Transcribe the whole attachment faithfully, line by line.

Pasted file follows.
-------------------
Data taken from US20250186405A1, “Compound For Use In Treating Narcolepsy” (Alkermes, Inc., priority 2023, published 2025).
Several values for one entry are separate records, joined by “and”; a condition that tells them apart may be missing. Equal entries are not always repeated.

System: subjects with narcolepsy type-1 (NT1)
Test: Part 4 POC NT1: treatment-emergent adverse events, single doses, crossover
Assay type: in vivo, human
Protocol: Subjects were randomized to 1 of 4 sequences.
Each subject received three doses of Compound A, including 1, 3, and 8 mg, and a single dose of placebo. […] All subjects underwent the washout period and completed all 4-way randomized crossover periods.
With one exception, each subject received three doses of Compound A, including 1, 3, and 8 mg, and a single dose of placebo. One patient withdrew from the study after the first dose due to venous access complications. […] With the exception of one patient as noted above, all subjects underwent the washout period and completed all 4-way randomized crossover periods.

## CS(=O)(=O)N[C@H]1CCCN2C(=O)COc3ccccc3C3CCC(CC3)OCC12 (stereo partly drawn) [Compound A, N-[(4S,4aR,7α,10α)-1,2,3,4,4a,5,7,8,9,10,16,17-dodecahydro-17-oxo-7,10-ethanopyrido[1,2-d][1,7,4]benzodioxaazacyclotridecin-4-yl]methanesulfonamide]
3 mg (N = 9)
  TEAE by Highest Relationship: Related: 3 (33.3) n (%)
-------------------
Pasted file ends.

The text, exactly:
Data taken from US20250186405A1, “Compound For Use In Treating Narcolepsy” (Alkermes, Inc., priority 2023, published 2025).
Several values for one entry are separate records, joined by “and”; a condition that tells them apart may be missing. Equal entries are not always repeated.

System: subjects with narcolepsy type-1 (NT1)
Test: Part 4 POC NT1: treatment-emergent adverse events, single doses, crossover
Assay type: in vivo, human
Protocol: Subjects were randomized to 1 of 4 sequences.
Each subject received three doses of Compound A, including 1, 3, and 8 mg, and a single dose of placebo. […] All subjects underwent the washout period and completed all 4-way randomized crossover periods.
With one exception, each subject received three doses of Compound A, including 1, 3, and 8 mg, and a single dose of placebo. One patient withdrew from the study after the first dose due to venous access complications. […] With the exception of one patient as noted above, all subjects underwent the washout period and completed all 4-way randomized crossover periods.

## CS(=O)(=O)N[C@H]1CCCN2C(=O)COc3ccccc3C3CCC(CC3)OCC12 (stereo partly drawn) [Compound A, N-[(4S,4aR,7α,10α)-1,2,3,4,4a,5,7,8,9,10,16,17-dodecahydro-17-oxo-7,10-ethanopyrido[1,2-d][1,7,4]benzodioxaazacyclotridecin-4-yl]methanesulfonamide]
3 mg (N = 9)
  TEAE by Highest Relationship: Related: 3 (33.3) n (%)